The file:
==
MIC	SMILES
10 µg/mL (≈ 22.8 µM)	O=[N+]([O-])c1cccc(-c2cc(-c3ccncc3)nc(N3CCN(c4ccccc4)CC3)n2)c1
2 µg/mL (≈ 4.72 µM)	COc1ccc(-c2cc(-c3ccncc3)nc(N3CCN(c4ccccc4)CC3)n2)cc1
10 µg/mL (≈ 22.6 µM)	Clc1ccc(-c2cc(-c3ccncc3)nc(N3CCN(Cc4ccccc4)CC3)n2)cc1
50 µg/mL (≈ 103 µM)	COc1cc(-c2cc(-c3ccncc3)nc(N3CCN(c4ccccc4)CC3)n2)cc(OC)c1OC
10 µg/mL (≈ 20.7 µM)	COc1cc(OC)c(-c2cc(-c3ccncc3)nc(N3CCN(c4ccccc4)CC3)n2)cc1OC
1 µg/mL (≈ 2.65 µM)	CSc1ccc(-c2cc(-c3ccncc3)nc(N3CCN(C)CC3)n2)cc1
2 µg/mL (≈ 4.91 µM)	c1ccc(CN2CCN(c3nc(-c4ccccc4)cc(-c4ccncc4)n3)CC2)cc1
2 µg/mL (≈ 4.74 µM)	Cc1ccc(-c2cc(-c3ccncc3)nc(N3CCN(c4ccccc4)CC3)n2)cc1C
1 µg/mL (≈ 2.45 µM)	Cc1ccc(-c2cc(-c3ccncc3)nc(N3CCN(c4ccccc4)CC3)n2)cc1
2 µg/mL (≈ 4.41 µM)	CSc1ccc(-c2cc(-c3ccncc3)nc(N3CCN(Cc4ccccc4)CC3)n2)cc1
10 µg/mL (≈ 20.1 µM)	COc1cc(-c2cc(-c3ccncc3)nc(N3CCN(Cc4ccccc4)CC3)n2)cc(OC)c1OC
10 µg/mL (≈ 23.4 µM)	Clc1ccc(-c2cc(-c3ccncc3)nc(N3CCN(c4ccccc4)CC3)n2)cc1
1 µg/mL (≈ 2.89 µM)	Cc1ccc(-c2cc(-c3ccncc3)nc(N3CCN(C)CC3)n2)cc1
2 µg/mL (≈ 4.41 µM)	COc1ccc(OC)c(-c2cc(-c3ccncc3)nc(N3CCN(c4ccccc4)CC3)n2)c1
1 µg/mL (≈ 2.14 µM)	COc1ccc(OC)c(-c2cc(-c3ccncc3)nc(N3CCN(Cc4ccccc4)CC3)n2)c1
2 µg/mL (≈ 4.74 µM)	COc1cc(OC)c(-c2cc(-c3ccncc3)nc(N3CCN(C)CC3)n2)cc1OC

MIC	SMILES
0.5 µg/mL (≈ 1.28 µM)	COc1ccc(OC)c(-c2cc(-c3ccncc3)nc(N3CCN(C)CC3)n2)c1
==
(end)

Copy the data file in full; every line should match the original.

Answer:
MIC	SMILES
10 µg/mL (≈ 22.8 µM)	O=[N+]([O-])c1cccc(-c2cc(-c3ccncc3)nc(N3CCN(c4ccccc4)CC3)n2)c1
2 µg/mL (≈ 4.72 µM)	COc1ccc(-c2cc(-c3ccncc3)nc(N3CCN(c4ccccc4)CC3)n2)cc1
10 µg/mL (≈ 22.6 µM)	Clc1ccc(-c2cc(-c3ccncc3)nc(N3CCN(Cc4ccccc4)CC3)n2)cc1
50 µg/mL (≈ 103 µM)	COc1cc(-c2cc(-c3ccncc3)nc(N3CCN(c4ccccc4)CC3)n2)cc(OC)c1OC
10 µg/mL (≈ 20.7 µM)	COc1cc(OC)c(-c2cc(-c3ccncc3)nc(N3CCN(c4ccccc4)CC3)n2)cc1OC
1 µg/mL (≈ 2.65 µM)	CSc1ccc(-c2cc(-c3ccncc3)nc(N3CCN(C)CC3)n2)cc1
2 µg/mL (≈ 4.91 µM)	c1ccc(CN2CCN(c3nc(-c4ccccc4)cc(-c4ccncc4)n3)CC2)cc1
2 µg/mL (≈ 4.74 µM)	Cc1ccc(-c2cc(-c3ccncc3)nc(N3CCN(c4ccccc4)CC3)n2)cc1C
1 µg/mL (≈ 2.45 µM)	Cc1ccc(-c2cc(-c3ccncc3)nc(N3CCN(c4ccccc4)CC3)n2)cc1
2 µg/mL (≈ 4.41 µM)	CSc1ccc(-c2cc(-c3ccncc3)nc(N3CCN(Cc4ccccc4)CC3)n2)cc1
10 µg/mL (≈ 20.1 µM)	COc1cc(-c2cc(-c3ccncc3)nc(N3CCN(Cc4ccccc4)CC3)n2)cc(OC)c1OC
10 µg/mL (≈ 23.4 µM)	Clc1ccc(-c2cc(-c3ccncc3)nc(N3CCN(c4ccccc4)CC3)n2)cc1
1 µg/mL (≈ 2.89 µM)	Cc1ccc(-c2cc(-c3ccncc3)nc(N3CCN(C)CC3)n2)cc1
2 µg/mL (≈ 4.41 µM)	COc1ccc(OC)c(-c2cc(-c3ccncc3)nc(N3CCN(c4ccccc4)CC3)n2)c1
1 µg/mL (≈ 2.14 µM)	COc1ccc(OC)c(-c2cc(-c3ccncc3)nc(N3CCN(Cc4ccccc4)CC3)n2)c1
2 µg/mL (≈ 4.74 µM)	COc1cc(OC)c(-c2cc(-c3ccncc3)nc(N3CCN(C)CC3)n2)cc1OC

MIC	SMILES
0.5 µg/mL (≈ 1.28 µM)	COc1ccc(OC)c(-c2cc(-c3ccncc3)nc(N3CCN(C)CC3)n2)c1